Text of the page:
The Frequent Footslog.

Well. I have never in my life used the word ‘footslog’ and probably am unlikely to do so again. I mean, finding links once a week is hardly a slog, really.

Anyway. We’ve got two weeks left of summer holidays and suddenly we seem to be running out of time to do everything. It always seems like that at the beginning of a long break, doesn’t it? You imagine all these things you’ll do, and then time gets away from you. But I think the children are looking forward to going back to school, and I am too – in the nicest possible way, of course! It’s exciting to start a new school year. Before then, though, we’ve friends to see and icey poles to eat and long summer afternoons to enjoy.

Have an excellent Sunday, everyone!

Where does free speech end and hate speech begin? French comedian Dieudonne, often accused of anti-semitism, was arrested last week. Perhaps everyone – even, or especially those commenting on our culture – needs to take a step back and pause after such an event. Black humour is one thing, but vitriol is another. As Emmanuel Pierrat points out, we need to consider what it is we’re saying. Blasphemy may have been outlawed in France, but in a world where the boundaries for everything (including humour) are being pushed, it’s important to think carefully about what we allow. And quite possibly, knee-jerk arrests from the police are not that helpful, either.

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Our national news radio station is partners with some stations in other countries, and one of those is the BBC World Service. While getting our fortnightly takeaway, I often listen to it in the car, and last week, I heard a programme called Outlook, where a young person who had been an orphan in a Romanian institution was talking about his life and what he has done since leaving the state welfare system. Very inspiring stuff, and illuminating, because we’ve often been very quick to judge the state-run orphanages in Romania, and Visinel Balan points out that given his home environment, the institution was quite possibly the better place for him to grow up. In fact, the interview which came afterwards is also really interesting, and I’d wager that the whole programme is worth a listen.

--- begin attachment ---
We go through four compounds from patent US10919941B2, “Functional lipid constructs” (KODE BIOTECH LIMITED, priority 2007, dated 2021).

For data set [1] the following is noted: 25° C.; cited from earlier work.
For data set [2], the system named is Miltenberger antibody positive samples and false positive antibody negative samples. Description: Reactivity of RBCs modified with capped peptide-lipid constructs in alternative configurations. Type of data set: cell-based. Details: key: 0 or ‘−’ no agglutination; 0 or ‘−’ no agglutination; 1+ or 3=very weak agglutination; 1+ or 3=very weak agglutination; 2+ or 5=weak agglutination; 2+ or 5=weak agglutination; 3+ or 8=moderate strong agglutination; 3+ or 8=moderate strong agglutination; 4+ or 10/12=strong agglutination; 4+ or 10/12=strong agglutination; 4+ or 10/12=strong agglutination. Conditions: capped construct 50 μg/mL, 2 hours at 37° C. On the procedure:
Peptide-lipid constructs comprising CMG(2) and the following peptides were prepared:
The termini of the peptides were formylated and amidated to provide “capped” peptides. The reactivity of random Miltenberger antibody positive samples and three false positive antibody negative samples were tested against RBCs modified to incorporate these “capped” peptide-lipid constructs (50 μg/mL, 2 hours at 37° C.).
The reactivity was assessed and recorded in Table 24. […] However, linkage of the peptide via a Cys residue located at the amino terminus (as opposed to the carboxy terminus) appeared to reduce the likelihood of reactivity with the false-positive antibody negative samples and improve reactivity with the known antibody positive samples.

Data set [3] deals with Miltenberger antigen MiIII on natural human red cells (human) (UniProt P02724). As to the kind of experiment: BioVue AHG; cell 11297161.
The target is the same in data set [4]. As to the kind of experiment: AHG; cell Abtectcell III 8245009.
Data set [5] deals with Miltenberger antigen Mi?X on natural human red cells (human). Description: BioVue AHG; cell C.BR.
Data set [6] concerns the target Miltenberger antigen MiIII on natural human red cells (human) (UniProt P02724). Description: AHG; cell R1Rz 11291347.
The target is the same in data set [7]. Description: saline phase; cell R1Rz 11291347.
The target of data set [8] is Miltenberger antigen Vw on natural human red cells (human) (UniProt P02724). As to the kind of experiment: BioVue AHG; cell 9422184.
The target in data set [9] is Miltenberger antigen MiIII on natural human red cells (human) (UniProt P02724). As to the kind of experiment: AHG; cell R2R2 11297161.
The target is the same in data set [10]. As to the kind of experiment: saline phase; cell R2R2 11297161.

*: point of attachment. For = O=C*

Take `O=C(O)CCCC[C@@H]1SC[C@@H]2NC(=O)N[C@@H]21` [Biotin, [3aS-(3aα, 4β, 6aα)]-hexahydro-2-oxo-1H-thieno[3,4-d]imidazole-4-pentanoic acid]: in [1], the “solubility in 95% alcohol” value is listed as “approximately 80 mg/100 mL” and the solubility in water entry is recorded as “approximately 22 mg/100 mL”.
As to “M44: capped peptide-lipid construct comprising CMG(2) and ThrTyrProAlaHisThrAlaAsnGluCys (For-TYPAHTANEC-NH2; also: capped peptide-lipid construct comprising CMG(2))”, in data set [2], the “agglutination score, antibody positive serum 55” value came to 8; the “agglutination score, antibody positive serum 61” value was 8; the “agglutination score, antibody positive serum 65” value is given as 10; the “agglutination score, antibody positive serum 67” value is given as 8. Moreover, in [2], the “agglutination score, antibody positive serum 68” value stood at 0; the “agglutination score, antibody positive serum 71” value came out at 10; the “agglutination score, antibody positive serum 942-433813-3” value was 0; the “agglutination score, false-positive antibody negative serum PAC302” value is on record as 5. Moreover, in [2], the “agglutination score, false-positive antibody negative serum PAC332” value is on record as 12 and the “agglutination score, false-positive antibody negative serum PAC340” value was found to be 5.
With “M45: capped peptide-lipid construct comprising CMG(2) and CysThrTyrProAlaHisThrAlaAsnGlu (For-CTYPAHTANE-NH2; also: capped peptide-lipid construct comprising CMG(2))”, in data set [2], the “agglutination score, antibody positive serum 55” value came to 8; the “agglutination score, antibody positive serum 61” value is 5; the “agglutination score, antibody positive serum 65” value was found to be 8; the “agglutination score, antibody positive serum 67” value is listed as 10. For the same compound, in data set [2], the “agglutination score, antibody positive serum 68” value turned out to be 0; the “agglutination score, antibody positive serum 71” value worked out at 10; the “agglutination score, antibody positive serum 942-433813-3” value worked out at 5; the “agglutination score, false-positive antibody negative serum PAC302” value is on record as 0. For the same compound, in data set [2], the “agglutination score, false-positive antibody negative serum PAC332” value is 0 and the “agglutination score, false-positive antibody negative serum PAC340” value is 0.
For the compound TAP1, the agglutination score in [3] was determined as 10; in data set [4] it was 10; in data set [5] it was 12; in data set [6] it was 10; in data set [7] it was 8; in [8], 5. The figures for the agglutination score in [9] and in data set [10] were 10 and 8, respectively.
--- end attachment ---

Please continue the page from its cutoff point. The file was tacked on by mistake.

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Yesterday on the way home from visiting my parents, I stopped off for fuel, and noticed that the price of petrol was 27 cents less than it was last time I got fuel. In some large cities, fuel is hovering around $1 per litre – prices we’ve not seen for about 10 years. While many are obviously delighted about this relief to their weekly budget, spare a thought for those in Venezuela. Food shortages are becoming acute, and there is growing unrest and fear of violent protests. As oil becomes more scarce, what does that mean for countries like Venezuela, where oil comprises a staggering 96% of their exports?

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Alan Kohler muses about the future of our workplaces, if artificial intelligence continues along its current path. I’ve always had a bit of a love-hate relationship with the self-serve checkouts that have been rolled out at various business recently. If I’m in a hurry, I quite like them, because I get to scan and pack everything myself. But I also worried about the possibility that it will make the cashier jobs redundant. Kohler makes a point I’d not really considered – are these the kinds of jobs we should worry about going? After all, they’re really not the most enjoyable: long hours stood up, and it’s repetitive and dull work. Why shouldn’t we give these jobs to machines? But what will those people do, who are currently working in such positions?

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